I leave Alaska with a bittersweet kind of feeling. I am very grateful for this opportunity and so glad I accepted the offer to come almost 3,500+ miles from home to an area that I had no prior experience with. The Tongass National Forest holds a special place in my heart, and I look forward to making my way back here one of these days.

Making Headlines in August

A highlight of this month was working with the Fish & Wildlife and KIC (Ketchikan Indian Community) crews on restoring salmon habitat to streams at Last Chance campsite. Before we started this project the stream looked like a bowling alley, the water was flowing straight down and starting to erode the bank into the nearby campground. When a stream is flowing like this, there’s no pools or pockets for fish habitat or breeding grounds. We spent the week digging trenches along the creek, then pulled downed trees into the trenches, and covered them with rocks. After a week of manual labor, the stream ended up with more S curves, waterfall features, and pools. We even made the front page of Ketchikan Times! The seeds we are collecting this season will be used on projects like this in the future to restore vegetation to the stream banks.

The rest of the workdays of August were dedicated to collecting and cleaning seeds. On August 28th we were able to send off 7 out of our 8 completed seed collections. The 7 collections that were shipped on August 28 were Vaccinium ovalifolium (Blueberry), Chamerion angustifolium (Fireweed), Ribes bracteosum (Stink Currant), Oplopanax horridus (Devil’s Club), Aruncus dioicus (Goatsbeard), Hercaleum maximum (Cow Parsnip), Gualtheria shallon (Salal). Our 8th collection will be Spirea splendens (Rosie spirea), which we aim to ship out in the next two weeks, hopefully along with Scirpus microcarpus (Panicled Bulrush), and Carex aquatilis (Water Sedge).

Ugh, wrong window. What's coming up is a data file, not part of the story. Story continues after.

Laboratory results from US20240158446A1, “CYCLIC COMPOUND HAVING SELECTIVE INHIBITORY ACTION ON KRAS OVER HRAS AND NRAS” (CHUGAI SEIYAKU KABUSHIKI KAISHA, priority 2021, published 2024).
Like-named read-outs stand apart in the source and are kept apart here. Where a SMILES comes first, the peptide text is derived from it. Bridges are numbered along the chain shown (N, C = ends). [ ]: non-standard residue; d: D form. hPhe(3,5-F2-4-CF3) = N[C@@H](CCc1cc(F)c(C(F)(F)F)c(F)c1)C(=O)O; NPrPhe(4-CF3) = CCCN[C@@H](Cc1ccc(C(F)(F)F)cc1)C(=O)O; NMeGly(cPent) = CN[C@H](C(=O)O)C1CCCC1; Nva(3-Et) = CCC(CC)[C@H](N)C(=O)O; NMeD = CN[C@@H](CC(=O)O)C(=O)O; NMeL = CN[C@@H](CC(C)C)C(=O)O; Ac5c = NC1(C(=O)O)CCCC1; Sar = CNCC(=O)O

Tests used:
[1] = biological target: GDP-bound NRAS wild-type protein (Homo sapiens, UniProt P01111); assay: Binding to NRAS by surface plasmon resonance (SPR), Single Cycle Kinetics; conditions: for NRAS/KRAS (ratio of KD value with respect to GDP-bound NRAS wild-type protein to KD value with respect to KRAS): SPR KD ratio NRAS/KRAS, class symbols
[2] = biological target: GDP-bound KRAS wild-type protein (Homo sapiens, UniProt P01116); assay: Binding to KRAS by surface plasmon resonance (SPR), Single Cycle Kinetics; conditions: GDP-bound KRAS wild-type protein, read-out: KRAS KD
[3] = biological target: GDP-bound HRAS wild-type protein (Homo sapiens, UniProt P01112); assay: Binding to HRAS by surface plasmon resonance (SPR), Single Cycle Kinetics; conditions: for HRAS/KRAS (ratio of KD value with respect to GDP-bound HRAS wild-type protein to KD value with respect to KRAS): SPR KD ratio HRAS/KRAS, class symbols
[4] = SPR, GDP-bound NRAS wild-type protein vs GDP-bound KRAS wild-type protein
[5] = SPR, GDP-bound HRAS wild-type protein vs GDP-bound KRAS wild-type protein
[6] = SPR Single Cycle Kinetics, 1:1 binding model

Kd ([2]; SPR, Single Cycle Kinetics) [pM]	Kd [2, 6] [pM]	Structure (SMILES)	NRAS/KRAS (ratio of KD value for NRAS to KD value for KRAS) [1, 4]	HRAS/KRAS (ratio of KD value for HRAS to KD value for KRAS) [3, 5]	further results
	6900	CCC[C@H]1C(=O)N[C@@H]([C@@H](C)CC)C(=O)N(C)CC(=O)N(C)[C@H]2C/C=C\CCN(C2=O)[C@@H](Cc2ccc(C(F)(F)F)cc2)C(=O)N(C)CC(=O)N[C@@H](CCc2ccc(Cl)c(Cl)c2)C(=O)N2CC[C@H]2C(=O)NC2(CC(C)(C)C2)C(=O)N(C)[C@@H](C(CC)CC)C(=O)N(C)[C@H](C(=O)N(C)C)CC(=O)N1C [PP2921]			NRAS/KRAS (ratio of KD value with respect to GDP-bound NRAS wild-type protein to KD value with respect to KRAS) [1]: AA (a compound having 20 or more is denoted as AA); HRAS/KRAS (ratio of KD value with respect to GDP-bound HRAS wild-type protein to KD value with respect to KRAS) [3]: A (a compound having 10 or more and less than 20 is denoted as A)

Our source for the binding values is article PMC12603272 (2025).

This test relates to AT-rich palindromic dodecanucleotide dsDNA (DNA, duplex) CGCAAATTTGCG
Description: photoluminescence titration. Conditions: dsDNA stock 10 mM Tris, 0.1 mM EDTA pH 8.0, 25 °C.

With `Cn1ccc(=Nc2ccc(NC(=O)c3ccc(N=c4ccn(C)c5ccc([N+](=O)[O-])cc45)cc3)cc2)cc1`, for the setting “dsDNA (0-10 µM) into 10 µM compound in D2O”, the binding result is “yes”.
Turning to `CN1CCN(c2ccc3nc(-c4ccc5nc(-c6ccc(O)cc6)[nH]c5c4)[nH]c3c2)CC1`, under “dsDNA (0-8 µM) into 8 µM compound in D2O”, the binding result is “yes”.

Some other noteworthy things happened this month. I stumbled upon a tree covered in “Chicken of the Woods.” Sautéed with salt, pepper, and butter they truly taste just like chicken! The less appetizing photo on the right features some dead salmon. Several species of salmon have almost concluded their runs back to the lakes and streams they were born in. Once they make it back to the lake they lay their eggs or spread their sperm. After such a dangerous and exhausting journey they can rest easy and rot away in bliss knowing they’ve completed their life cycle. Ward Lake in Ketchikan is very pungent and getting harder to visit, but seeing the lake fill up with salmon is a reminder on just how extraordinary nature’s processes can be!